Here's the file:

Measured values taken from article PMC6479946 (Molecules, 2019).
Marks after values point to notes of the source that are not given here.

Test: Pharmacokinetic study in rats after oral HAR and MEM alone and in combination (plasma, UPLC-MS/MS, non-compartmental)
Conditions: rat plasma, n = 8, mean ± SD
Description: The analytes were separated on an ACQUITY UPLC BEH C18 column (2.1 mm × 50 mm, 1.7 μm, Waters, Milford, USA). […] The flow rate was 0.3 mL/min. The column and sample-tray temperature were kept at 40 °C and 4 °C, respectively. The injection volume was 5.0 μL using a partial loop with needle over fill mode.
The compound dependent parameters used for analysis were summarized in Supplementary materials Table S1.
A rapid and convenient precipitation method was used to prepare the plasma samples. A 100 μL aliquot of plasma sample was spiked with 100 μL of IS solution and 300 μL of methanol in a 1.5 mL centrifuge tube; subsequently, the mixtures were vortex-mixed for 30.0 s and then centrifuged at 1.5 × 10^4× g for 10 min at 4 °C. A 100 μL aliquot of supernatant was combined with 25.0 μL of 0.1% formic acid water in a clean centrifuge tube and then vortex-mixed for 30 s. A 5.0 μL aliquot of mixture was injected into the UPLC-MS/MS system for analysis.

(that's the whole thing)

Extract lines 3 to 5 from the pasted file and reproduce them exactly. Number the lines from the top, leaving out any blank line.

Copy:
Test: Pharmacokinetic study in rats after oral HAR and MEM alone and in combination (plasma, UPLC-MS/MS, non-compartmental)
Conditions: rat plasma, n = 8, mean ± SD
Description: The analytes were separated on an ACQUITY UPLC BEH C18 column (2.1 mm × 50 mm, 1.7 μm, Waters, Milford, USA). […] The flow rate was 0.3 mL/min. The column and sample-tray temperature were kept at 40 °C and 4 °C, respectively. The injection volume was 5.0 μL using a partial loop with needle over fill mode.